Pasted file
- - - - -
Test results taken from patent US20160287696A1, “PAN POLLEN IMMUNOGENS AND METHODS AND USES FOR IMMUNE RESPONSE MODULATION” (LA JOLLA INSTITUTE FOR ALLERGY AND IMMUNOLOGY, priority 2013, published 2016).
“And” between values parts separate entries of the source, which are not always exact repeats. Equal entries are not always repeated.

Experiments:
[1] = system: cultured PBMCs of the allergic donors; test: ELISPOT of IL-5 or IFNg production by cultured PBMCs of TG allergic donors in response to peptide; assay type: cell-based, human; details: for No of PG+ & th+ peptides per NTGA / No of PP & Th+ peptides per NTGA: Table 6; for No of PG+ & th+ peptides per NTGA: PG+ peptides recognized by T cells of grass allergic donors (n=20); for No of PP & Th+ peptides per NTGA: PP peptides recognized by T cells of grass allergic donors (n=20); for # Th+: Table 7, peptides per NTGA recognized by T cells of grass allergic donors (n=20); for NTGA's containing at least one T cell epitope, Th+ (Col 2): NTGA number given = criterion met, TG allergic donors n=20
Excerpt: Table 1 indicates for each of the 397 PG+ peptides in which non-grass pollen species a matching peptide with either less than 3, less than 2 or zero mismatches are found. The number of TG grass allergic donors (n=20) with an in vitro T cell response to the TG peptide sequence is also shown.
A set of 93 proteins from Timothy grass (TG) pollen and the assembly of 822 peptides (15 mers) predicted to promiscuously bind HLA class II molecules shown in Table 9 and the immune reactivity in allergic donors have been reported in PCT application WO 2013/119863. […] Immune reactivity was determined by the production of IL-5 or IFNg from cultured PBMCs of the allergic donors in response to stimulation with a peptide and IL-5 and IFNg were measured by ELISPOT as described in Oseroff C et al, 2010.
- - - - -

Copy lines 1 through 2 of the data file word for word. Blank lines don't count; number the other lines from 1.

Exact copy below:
Test results taken from patent US20160287696A1, “PAN POLLEN IMMUNOGENS AND METHODS AND USES FOR IMMUNE RESPONSE MODULATION” (LA JOLLA INSTITUTE FOR ALLERGY AND IMMUNOLOGY, priority 2013, published 2016).
“And” between values parts separate entries of the source, which are not always exact repeats. Equal entries are not always repeated.